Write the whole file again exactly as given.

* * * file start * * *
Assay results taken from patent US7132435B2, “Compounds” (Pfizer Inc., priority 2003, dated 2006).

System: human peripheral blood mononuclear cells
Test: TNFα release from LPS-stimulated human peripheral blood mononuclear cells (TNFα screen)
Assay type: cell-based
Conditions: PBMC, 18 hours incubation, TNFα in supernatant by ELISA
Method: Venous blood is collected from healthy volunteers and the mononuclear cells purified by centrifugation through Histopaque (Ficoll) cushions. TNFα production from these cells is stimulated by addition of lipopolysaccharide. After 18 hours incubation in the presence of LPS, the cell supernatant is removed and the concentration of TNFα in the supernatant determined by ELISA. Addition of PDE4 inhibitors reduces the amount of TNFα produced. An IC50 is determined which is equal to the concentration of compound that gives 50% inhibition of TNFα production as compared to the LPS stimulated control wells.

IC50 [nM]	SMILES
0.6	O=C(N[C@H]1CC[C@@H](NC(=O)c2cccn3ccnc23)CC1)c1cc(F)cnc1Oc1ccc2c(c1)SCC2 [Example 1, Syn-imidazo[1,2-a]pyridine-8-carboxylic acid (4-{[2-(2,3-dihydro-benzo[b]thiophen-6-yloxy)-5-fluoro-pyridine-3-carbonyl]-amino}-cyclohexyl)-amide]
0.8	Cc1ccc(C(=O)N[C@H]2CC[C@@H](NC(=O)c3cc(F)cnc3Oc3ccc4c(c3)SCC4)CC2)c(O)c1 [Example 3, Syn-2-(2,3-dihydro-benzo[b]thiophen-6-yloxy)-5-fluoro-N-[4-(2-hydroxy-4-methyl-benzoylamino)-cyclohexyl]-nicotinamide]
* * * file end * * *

Assay results taken from patent US7132435B2, “Compounds” (Pfizer Inc., priority 2003, dated 2006).

System: human peripheral blood mononuclear cells
Test: TNFα release from LPS-stimulated human peripheral blood mononuclear cells (TNFα screen)
Assay type: cell-based
Conditions: PBMC, 18 hours incubation, TNFα in supernatant by ELISA
Method: Venous blood is collected from healthy volunteers and the mononuclear cells purified by centrifugation through Histopaque (Ficoll) cushions. TNFα production from these cells is stimulated by addition of lipopolysaccharide. After 18 hours incubation in the presence of LPS, the cell supernatant is removed and the concentration of TNFα in the supernatant determined by ELISA. Addition of PDE4 inhibitors reduces the amount of TNFα produced. An IC50 is determined which is equal to the concentration of compound that gives 50% inhibition of TNFα production as compared to the LPS stimulated control wells.

IC50 [nM]	SMILES
0.6	O=C(N[C@H]1CC[C@@H](NC(=O)c2cccn3ccnc23)CC1)c1cc(F)cnc1Oc1ccc2c(c1)SCC2 [Example 1, Syn-imidazo[1,2-a]pyridine-8-carboxylic acid (4-{[2-(2,3-dihydro-benzo[b]thiophen-6-yloxy)-5-fluoro-pyridine-3-carbonyl]-amino}-cyclohexyl)-amide]
0.8	Cc1ccc(C(=O)N[C@H]2CC[C@@H](NC(=O)c3cc(F)cnc3Oc3ccc4c(c3)SCC4)CC2)c(O)c1 [Example 3, Syn-2-(2,3-dihydro-benzo[b]thiophen-6-yloxy)-5-fluoro-N-[4-(2-hydroxy-4-methyl-benzoylamino)-cyclohexyl]-nicotinamide]